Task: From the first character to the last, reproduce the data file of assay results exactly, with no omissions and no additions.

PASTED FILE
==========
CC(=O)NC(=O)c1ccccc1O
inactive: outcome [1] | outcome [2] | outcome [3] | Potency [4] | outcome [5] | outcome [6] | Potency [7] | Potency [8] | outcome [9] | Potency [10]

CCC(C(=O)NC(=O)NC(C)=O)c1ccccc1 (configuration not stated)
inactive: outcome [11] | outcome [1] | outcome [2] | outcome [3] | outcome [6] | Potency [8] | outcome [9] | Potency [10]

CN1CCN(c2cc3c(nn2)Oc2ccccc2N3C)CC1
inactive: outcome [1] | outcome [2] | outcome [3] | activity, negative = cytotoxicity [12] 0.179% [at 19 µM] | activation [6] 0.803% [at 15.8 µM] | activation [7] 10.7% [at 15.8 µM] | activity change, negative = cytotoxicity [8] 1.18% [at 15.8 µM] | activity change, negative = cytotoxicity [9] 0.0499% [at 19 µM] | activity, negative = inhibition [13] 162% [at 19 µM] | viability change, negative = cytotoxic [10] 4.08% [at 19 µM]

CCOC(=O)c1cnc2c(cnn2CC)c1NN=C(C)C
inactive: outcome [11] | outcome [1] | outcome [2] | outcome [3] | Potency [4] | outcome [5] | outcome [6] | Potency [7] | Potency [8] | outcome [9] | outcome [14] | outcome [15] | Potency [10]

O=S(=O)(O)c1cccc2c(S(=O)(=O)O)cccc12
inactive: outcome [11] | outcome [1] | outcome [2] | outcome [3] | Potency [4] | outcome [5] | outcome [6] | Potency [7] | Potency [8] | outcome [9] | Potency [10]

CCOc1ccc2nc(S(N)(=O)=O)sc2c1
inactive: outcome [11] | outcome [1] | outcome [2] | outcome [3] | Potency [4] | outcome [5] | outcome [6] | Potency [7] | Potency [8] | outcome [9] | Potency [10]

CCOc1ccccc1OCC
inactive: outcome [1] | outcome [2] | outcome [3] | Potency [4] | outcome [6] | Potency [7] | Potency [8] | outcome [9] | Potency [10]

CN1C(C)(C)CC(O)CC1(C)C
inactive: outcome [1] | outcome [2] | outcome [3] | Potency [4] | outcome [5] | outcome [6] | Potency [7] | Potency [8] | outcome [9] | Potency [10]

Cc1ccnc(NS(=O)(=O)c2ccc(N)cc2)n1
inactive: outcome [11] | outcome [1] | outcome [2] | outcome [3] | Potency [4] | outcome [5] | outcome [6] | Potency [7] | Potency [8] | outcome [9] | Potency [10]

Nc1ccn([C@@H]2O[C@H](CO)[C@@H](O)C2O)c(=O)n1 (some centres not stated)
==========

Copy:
CC(=O)NC(=O)c1ccccc1O
inactive: outcome [1] | outcome [2] | outcome [3] | Potency [4] | outcome [5] | outcome [6] | Potency [7] | Potency [8] | outcome [9] | Potency [10]

CCC(C(=O)NC(=O)NC(C)=O)c1ccccc1 (configuration not stated)
inactive: outcome [11] | outcome [1] | outcome [2] | outcome [3] | outcome [6] | Potency [8] | outcome [9] | Potency [10]

CN1CCN(c2cc3c(nn2)Oc2ccccc2N3C)CC1
inactive: outcome [1] | outcome [2] | outcome [3] | activity, negative = cytotoxicity [12] 0.179% [at 19 µM] | activation [6] 0.803% [at 15.8 µM] | activation [7] 10.7% [at 15.8 µM] | activity change, negative = cytotoxicity [8] 1.18% [at 15.8 µM] | activity change, negative = cytotoxicity [9] 0.0499% [at 19 µM] | activity, negative = inhibition [13] 162% [at 19 µM] | viability change, negative = cytotoxic [10] 4.08% [at 19 µM]

CCOC(=O)c1cnc2c(cnn2CC)c1NN=C(C)C
inactive: outcome [11] | outcome [1] | outcome [2] | outcome [3] | Potency [4] | outcome [5] | outcome [6] | Potency [7] | Potency [8] | outcome [9] | outcome [14] | outcome [15] | Potency [10]

O=S(=O)(O)c1cccc2c(S(=O)(=O)O)cccc12
inactive: outcome [11] | outcome [1] | outcome [2] | outcome [3] | Potency [4] | outcome [5] | outcome [6] | Potency [7] | Potency [8] | outcome [9] | Potency [10]

CCOc1ccc2nc(S(N)(=O)=O)sc2c1
inactive: outcome [11] | outcome [1] | outcome [2] | outcome [3] | Potency [4] | outcome [5] | outcome [6] | Potency [7] | Potency [8] | outcome [9] | Potency [10]

CCOc1ccccc1OCC
inactive: outcome [1] | outcome [2] | outcome [3] | Potency [4] | outcome [6] | Potency [7] | Potency [8] | outcome [9] | Potency [10]

CN1C(C)(C)CC(O)CC1(C)C
inactive: outcome [1] | outcome [2] | outcome [3] | Potency [4] | outcome [5] | outcome [6] | Potency [7] | Potency [8] | outcome [9] | Potency [10]

Cc1ccnc(NS(=O)(=O)c2ccc(N)cc2)n1
inactive: outcome [11] | outcome [1] | outcome [2] | outcome [3] | Potency [4] | outcome [5] | outcome [6] | Potency [7] | Potency [8] | outcome [9] | Potency [10]

Nc1ccn([C@@H]2O[C@H](CO)[C@@H](O)C2O)c(=O)n1 (some centres not stated)